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From Sean Owen <sro...@gmail.com>
Subject Re: Taste-GenericItemBasedRecommender
Date Sat, 05 Dec 2009 09:42:10 GMT
On Fri, Dec 4, 2009 at 7:35 PM, Ted Dunning <ted.dunning@gmail.com> wrote:
> The preferable approach is for the first MR step to group by user as before,
> then in the reduce down-sample the user items if desired and output that
> list in a single record.  Down-sampling can be done on-line keeping just the
> retained elements in memory.  Second MR would produce the cross product in
> the mapper and use a combiner and reducer.

That's what I'm doing -- outputting a Vector per user in the first MR.
(I'm leaving out the extras like downsampling until the basic approach works.)

I think I'm going a different way to produce the cooccurrence matrix -
no cross product, just counting and outputting all cooccurrence, and
outputting item1ID -> item2ID as key-value pairs. That makes it tidy
to produce the rows of the cooccurrence matrix in the reducer.


> Correct.  (A'A) h can be computed in several ways, but it all comes down to
> the fact that h is very sparse.  Typically you make it even sparser by
> keeping only recent history.  If you have only 50 non-zeros in h, then you
> only need 50 columns of (A'A).  These can be retrieved many different ways,
> but one cool way is to make each row of A'A be a Lucene document.  The terms
> in the documents are items and the columns of A'A are the posting vectors in
> Lucene.  The weighting that Lucene does generally helps but can easily be
> defeated if desired.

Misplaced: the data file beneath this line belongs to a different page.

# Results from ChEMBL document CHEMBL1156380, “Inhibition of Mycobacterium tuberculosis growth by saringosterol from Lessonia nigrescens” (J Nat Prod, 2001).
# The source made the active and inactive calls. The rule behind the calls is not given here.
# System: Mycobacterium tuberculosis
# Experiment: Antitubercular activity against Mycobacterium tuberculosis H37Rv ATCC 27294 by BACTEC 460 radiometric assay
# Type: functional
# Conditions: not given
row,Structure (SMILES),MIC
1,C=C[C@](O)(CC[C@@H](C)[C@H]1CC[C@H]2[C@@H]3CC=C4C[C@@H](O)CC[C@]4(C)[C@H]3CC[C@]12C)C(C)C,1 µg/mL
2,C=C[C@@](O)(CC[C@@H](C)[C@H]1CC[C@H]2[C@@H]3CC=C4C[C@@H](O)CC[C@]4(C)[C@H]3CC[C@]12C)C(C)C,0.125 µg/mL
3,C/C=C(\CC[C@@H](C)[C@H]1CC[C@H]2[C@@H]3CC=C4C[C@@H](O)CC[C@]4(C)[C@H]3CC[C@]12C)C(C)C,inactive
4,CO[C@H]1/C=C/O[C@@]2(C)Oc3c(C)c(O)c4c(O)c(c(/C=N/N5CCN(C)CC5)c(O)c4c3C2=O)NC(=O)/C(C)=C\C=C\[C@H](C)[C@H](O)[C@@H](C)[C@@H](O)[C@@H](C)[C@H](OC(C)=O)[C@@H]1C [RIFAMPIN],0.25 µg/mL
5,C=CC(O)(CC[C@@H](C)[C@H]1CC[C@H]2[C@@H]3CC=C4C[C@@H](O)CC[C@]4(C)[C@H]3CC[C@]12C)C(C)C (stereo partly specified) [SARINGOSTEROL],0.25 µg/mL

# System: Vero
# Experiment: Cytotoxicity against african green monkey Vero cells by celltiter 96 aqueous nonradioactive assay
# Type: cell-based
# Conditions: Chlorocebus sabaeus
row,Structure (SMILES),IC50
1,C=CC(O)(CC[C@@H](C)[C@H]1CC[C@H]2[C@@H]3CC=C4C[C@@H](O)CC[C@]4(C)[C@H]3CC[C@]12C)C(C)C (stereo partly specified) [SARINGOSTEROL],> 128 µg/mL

I'll hold off leveraging Lucene for later. I'll also probably start by
just loading the whole row but yeah that's not quite efficient. The
other optimizations you mention later also make sense.


> Another approach is to make each column of A'A be stored in a key-value
> store.  At recommendation time, you retrieve columns and add them.  This is
> essentially equivalent to the Lucene approach without lucene.  Because we
> know a lot about the contents (they are integers), you can probably write
> tighter code than Lucene can use.  This would be a great use for the fancy
> concurrent map builder that is in Google collections, for instance.

Sounds cool but don't I need the rows of A'A to multiply against h? h
is a column vector.


Also why did you later say recommendation must occur online? seems
quite doable offline and my picture of the point of this whole Hadoop
framework is doing things offline. They've already gone to the trouble
of running a cluster and have given up doing it entirely online, so...

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